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Vol. 2 No. 11 January 2004

Plan on disk-based backup

How we gathered our data How we gathered our data: For a two-week period in September 2003, the Taneja Group, Hopkinton, MA, conducted Web-based surveys with qualified subscribers of Storage magazine. Several questions and the subscriberÍs responses were used to qualify the survey respondents from the Storage readership list. The Taneja Group qualified the subscriber list based on job title, size of primary storage environment (more than 10TB) and by industry. Phone interviews were also conducted with IT executives at large (50TB+) and midrange (10TB to 50TB) storage environments as part of this study. A total of 235 subscribers took the Web-based survey with 20 one-on-one interviews. Anyone interested in buying the full study can e-mail for details. As backup and recovery becomes more of a chief concern in the data center, storage managers are looking to new technologies to make the process easier. Tape isn't going away, but it will be increasingly joined by disk as a core backup technology, according to ...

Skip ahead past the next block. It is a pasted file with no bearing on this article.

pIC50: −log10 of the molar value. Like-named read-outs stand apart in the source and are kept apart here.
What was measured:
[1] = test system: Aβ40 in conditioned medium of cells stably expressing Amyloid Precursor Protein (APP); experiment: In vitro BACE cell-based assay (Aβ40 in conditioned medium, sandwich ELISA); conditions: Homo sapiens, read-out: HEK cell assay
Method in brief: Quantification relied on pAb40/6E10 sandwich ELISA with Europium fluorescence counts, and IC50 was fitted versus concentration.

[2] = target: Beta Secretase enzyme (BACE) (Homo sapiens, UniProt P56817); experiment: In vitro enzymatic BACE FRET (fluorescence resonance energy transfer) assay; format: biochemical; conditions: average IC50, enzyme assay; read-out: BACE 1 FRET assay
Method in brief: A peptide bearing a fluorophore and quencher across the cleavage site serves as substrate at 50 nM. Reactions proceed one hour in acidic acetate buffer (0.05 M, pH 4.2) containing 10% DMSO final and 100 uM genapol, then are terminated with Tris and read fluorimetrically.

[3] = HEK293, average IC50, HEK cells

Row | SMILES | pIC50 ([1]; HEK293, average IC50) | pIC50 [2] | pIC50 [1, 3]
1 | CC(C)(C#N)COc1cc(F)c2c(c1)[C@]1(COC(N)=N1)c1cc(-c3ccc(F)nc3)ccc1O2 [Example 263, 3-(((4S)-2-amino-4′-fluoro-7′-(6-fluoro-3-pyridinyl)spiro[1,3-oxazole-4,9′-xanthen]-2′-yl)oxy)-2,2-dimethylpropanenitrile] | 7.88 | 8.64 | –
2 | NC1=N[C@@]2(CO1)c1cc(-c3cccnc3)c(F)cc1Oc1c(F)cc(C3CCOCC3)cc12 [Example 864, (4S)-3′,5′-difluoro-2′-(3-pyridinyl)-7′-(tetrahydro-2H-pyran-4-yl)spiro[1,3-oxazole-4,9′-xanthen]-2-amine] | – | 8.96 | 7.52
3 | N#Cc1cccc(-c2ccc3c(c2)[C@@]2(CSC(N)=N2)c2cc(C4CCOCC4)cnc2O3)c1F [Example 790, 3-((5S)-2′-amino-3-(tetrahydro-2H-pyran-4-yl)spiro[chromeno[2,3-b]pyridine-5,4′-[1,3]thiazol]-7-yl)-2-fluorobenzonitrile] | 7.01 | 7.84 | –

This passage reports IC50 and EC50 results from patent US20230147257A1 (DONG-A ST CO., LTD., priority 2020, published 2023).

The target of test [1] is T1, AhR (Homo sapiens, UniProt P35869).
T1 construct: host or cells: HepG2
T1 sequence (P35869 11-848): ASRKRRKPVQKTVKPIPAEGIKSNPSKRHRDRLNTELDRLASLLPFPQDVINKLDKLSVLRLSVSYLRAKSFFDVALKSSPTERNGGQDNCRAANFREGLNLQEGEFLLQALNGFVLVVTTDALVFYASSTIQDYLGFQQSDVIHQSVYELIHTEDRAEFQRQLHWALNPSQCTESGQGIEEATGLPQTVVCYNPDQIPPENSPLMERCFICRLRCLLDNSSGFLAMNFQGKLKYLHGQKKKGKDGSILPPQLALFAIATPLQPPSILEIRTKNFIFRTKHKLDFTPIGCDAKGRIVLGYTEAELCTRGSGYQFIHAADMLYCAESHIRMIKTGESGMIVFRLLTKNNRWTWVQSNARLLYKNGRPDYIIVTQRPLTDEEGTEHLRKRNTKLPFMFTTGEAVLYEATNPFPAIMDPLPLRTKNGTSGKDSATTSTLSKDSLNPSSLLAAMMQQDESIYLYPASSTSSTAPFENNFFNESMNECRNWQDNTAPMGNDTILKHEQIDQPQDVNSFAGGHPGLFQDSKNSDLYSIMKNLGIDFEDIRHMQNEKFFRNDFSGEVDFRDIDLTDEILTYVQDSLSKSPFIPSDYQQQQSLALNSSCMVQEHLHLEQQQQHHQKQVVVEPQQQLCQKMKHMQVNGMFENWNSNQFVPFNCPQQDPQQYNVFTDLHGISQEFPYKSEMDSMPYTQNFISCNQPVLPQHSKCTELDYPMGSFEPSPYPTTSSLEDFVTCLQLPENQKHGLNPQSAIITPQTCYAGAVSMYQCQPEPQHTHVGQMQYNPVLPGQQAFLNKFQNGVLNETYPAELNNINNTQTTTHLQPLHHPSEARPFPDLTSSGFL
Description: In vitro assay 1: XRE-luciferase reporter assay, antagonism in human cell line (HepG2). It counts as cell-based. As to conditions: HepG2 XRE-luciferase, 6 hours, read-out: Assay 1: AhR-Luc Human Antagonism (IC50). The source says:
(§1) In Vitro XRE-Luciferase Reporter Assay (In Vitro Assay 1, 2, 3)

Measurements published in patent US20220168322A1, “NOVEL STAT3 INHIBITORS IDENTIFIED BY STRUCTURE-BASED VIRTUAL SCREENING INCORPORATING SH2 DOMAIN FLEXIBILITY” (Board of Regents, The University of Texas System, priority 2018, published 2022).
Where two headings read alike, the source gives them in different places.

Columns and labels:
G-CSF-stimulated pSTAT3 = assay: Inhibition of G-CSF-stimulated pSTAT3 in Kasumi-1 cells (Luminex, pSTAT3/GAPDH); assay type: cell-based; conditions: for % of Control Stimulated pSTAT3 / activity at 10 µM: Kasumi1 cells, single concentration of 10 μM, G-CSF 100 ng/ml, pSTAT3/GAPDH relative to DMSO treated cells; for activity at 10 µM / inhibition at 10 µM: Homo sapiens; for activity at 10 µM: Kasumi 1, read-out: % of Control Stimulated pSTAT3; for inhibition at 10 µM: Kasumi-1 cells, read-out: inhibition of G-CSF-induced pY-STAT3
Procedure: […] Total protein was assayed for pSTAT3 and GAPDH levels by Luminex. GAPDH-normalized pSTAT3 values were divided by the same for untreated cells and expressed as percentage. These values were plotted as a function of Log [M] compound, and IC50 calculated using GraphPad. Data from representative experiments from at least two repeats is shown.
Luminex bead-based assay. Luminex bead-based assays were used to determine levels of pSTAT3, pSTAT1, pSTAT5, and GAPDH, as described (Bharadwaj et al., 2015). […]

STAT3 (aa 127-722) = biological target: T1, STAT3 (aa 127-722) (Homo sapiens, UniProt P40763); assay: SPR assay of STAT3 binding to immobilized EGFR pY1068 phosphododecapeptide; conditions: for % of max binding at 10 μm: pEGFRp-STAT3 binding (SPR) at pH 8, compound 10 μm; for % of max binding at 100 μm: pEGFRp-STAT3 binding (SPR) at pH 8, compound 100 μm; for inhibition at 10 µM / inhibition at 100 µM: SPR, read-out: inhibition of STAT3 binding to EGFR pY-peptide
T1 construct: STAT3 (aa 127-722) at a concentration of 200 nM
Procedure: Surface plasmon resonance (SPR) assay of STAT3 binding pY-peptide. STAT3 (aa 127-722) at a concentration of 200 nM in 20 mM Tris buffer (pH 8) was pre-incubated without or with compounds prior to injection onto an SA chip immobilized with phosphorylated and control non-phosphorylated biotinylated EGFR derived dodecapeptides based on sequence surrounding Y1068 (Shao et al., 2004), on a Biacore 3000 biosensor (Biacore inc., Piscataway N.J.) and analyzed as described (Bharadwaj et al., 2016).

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Features in this issue

  • Recent Funding

    Cash for several storage startups

  • Plan on disk-based backup

    by  Shane O'Neill

    Will 2004 be a breakthrough year for disk-based backup solutions? A new survey of Storage readers finds that while users are reluctant to completely eliminate tape from their backup environments, many are planning to deploy disk to complement tape in the next year.

  • Modular arrays earn new trust

    Modular arrays have come a long way recently, but are you ready to risk all of your company's mission-critical data on them?

  • Getting ready for IP SANs

    by  James Damoulakis

    IP SANs promise benefits to groups within your organization that up until now haven't had access to these kinds of capabilities. But before you even think of deploying an IP SAN, read this article.

Columns in this issue